· Muscle-strengthening activities include walking and other activities that strengthen muscles and bones.
Outdoor play helps kids to meet these recommendations, and then some!
Outdoor Play Improves Kids’ Mental Wellbeing
Spending time outdoors reduces kids’ stress and promotes mental wellbeing. A 2017 report examined over 300 research papers which looked at the impact that having access to greenspace has on children’s mental health. The results? Time spent in greenspace was related to improved attention, memory, and stress levels in kids! Other research suggests that spending even a few minutes outside each day can calm stress hormones and reduce blood pressure.
When children play outside, they usually play games that involve teamwork, resolving conflicts, and understanding others’ emotions. These activities help them to improve important social skills such as empathy. Along with this, many outdoor games are perfectly suited for parents to play along with their kids. These parent-child bonding opportunities can create moments of learning and love that stick with kids for a lifetime.
While playing outdoors, children can re-imagine the objects that they find in nature to fit their fantasies. A rock can become a canvas. A stick can become a wand. Unlike the toys that you’ll find at toy stores, natural objects promote something called open-ended play, which encourages kids to think of unconventional uses for an object. Nature boosts kids’ creative thinking skills!
Outdoor play also reinforces the lessons that kids learn at school by allowing them to see real-world examples of these concepts. For example, by dropping rocks and pinecones into a pond, children learn about buoyancy and other physical properties of objects.
Outdoor Play Nurtures a Lifelong Love for Nature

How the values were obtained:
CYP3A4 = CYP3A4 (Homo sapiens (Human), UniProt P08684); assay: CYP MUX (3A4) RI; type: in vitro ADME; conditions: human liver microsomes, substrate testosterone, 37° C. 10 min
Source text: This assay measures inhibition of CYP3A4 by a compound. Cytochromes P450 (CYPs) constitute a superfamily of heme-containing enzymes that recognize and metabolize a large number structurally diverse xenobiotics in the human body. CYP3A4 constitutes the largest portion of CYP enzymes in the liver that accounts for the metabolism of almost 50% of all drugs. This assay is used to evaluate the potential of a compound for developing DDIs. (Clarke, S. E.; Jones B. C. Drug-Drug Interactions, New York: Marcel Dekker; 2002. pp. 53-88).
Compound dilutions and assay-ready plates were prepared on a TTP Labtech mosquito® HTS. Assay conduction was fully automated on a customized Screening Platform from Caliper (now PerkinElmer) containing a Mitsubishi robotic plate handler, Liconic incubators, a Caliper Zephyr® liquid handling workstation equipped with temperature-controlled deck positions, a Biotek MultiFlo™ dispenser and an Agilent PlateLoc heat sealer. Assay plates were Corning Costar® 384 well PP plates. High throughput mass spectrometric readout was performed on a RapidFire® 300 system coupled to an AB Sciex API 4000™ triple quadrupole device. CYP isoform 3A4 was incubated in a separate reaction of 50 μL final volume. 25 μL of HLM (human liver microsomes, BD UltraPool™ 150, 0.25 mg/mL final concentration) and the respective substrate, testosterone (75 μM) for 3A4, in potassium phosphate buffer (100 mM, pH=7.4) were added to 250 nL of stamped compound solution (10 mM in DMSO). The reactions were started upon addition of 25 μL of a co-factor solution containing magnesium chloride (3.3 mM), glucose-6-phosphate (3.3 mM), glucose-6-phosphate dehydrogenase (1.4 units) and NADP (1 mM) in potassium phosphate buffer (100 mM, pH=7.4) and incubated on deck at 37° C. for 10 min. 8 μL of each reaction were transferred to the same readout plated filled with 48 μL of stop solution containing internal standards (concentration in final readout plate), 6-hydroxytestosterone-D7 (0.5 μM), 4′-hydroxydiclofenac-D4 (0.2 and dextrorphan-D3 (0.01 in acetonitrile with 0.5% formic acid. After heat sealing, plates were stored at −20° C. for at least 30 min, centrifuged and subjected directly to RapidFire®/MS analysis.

In one study, researchers asked over 2,000 adults about how much time they spent engaging in nature activities (such as hiking) when they were children. Unsurprisingly, adults who reported spending more time in nature as kids were more likely to become environmentally conscious adults.
Outdoor play is unparalleled when it comes to boosting kids’ health, sharpening their minds, and keeping them engaged. By ensuring that kids get as much time outdoors as possible, provided that it is safe to do so, we can ensure that kids reap all of the benefits of outdoor play.
What kinds of outdoor activities are popular with your kids? Let us know in the comments for a chance to be featured on our Facebook & Instagram!
Before you Go, Did you Know...?
· Nelson Mandela spent much of his childhood outdoors, playing with animals and racing down hills.
· A young Stephen Hawking loved watching stars in his backyard and maintained his love for nature by taking up rowing in college.
· Jane Goodall spent her childhood exploring the outdoors, where she developed her famous love of animals.
· Growing up, Vincent van Gogh explored the vast fields and dense forests of the Brabant countryside where he was born.
· David Suzuki’s childhood camping experiences stoked his fervent passion for nature.
· Lucy Maud Montgomery had a lifelong love of nature, which inspired her beloved Anne of Green Gables novel (which, by the way, is a great summer read for kids!)